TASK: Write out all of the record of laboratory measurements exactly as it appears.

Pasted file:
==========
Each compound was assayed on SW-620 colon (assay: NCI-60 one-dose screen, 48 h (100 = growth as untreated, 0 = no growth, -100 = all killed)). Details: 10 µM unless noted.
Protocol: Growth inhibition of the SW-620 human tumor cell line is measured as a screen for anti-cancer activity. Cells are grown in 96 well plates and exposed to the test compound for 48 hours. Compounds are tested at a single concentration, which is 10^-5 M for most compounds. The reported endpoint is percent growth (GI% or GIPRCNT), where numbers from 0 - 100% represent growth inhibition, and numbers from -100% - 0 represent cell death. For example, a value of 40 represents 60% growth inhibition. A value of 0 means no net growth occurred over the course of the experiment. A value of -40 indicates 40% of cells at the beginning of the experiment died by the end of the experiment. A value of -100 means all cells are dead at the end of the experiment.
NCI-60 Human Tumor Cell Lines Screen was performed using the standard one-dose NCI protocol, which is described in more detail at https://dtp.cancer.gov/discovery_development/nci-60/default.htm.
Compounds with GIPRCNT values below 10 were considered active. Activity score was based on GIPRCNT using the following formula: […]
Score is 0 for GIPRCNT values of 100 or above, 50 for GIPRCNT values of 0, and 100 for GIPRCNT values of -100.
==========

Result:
Each compound was assayed on SW-620 colon (assay: NCI-60 one-dose screen, 48 h (100 = growth as untreated, 0 = no growth, -100 = all killed)). Details: 10 µM unless noted.
Protocol: Growth inhibition of the SW-620 human tumor cell line is measured as a screen for anti-cancer activity. Cells are grown in 96 well plates and exposed to the test compound for 48 hours. Compounds are tested at a single concentration, which is 10^-5 M for most compounds. The reported endpoint is percent growth (GI% or GIPRCNT), where numbers from 0 - 100% represent growth inhibition, and numbers from -100% - 0 represent cell death. For example, a value of 40 represents 60% growth inhibition. A value of 0 means no net growth occurred over the course of the experiment. A value of -40 indicates 40% of cells at the beginning of the experiment died by the end of the experiment. A value of -100 means all cells are dead at the end of the experiment.
NCI-60 Human Tumor Cell Lines Screen was performed using the standard one-dose NCI protocol, which is described in more detail at https://dtp.cancer.gov/discovery_development/nci-60/default.htm.
Compounds with GIPRCNT values below 10 were considered active. Activity score was based on GIPRCNT using the following formula: […]
Score is 0 for GIPRCNT values of 100 or above, 50 for GIPRCNT values of 0, and 100 for GIPRCNT values of -100.